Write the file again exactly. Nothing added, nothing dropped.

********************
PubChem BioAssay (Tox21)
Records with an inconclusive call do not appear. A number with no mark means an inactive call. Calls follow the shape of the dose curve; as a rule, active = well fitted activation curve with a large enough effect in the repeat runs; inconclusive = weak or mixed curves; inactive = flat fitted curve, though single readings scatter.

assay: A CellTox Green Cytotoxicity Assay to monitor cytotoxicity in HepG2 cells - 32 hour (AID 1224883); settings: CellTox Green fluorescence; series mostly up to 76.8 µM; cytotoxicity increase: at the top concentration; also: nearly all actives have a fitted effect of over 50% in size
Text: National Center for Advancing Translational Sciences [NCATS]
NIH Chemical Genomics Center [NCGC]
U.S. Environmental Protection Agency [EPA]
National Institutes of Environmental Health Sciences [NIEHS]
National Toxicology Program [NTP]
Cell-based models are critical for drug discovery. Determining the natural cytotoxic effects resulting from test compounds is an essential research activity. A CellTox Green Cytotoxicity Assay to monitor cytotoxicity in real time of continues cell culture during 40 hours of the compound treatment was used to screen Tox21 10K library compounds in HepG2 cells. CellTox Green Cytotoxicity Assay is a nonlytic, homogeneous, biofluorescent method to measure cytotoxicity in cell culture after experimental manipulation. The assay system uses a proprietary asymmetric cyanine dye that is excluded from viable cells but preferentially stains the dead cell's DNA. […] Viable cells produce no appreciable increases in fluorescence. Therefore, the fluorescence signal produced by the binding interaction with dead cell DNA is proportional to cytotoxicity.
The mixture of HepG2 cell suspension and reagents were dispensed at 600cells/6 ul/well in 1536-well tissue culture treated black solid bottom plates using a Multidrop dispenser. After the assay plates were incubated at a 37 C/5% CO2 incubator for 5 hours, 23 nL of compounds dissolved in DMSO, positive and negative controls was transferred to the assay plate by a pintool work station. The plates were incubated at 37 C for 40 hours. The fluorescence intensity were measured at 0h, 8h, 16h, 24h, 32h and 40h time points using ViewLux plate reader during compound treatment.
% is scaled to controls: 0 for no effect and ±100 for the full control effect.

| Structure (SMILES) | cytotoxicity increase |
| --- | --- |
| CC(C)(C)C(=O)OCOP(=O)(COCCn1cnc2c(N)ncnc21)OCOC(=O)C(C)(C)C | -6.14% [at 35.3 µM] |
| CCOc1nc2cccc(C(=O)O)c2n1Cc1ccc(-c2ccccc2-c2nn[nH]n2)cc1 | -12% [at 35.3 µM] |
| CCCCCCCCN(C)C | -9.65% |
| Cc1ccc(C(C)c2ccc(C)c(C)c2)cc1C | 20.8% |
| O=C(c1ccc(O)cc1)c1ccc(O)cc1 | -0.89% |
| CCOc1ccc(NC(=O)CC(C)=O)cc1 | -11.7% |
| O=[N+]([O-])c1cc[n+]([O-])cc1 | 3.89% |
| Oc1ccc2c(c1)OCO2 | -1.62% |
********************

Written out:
PubChem BioAssay (Tox21)
Records with an inconclusive call do not appear. A number with no mark means an inactive call. Calls follow the shape of the dose curve; as a rule, active = well fitted activation curve with a large enough effect in the repeat runs; inconclusive = weak or mixed curves; inactive = flat fitted curve, though single readings scatter.

assay: A CellTox Green Cytotoxicity Assay to monitor cytotoxicity in HepG2 cells - 32 hour (AID 1224883); settings: CellTox Green fluorescence; series mostly up to 76.8 µM; cytotoxicity increase: at the top concentration; also: nearly all actives have a fitted effect of over 50% in size
Text: National Center for Advancing Translational Sciences [NCATS]
NIH Chemical Genomics Center [NCGC]
U.S. Environmental Protection Agency [EPA]
National Institutes of Environmental Health Sciences [NIEHS]
National Toxicology Program [NTP]
Cell-based models are critical for drug discovery. Determining the natural cytotoxic effects resulting from test compounds is an essential research activity. A CellTox Green Cytotoxicity Assay to monitor cytotoxicity in real time of continues cell culture during 40 hours of the compound treatment was used to screen Tox21 10K library compounds in HepG2 cells. CellTox Green Cytotoxicity Assay is a nonlytic, homogeneous, biofluorescent method to measure cytotoxicity in cell culture after experimental manipulation. The assay system uses a proprietary asymmetric cyanine dye that is excluded from viable cells but preferentially stains the dead cell's DNA. […] Viable cells produce no appreciable increases in fluorescence. Therefore, the fluorescence signal produced by the binding interaction with dead cell DNA is proportional to cytotoxicity.
The mixture of HepG2 cell suspension and reagents were dispensed at 600cells/6 ul/well in 1536-well tissue culture treated black solid bottom plates using a Multidrop dispenser. After the assay plates were incubated at a 37 C/5% CO2 incubator for 5 hours, 23 nL of compounds dissolved in DMSO, positive and negative controls was transferred to the assay plate by a pintool work station. The plates were incubated at 37 C for 40 hours. The fluorescence intensity were measured at 0h, 8h, 16h, 24h, 32h and 40h time points using ViewLux plate reader during compound treatment.
% is scaled to controls: 0 for no effect and ±100 for the full control effect.

| Structure (SMILES) | cytotoxicity increase |
| --- | --- |
| CC(C)(C)C(=O)OCOP(=O)(COCCn1cnc2c(N)ncnc21)OCOC(=O)C(C)(C)C | -6.14% [at 35.3 µM] |
| CCOc1nc2cccc(C(=O)O)c2n1Cc1ccc(-c2ccccc2-c2nn[nH]n2)cc1 | -12% [at 35.3 µM] |
| CCCCCCCCN(C)C | -9.65% |
| Cc1ccc(C(C)c2ccc(C)c(C)c2)cc1C | 20.8% |
| O=C(c1ccc(O)cc1)c1ccc(O)cc1 | -0.89% |
| CCOc1ccc(NC(=O)CC(C)=O)cc1 | -11.7% |
| O=[N+]([O-])c1cc[n+]([O-])cc1 | 3.89% |
| Oc1ccc2c(c1)OCO2 | -1.62% |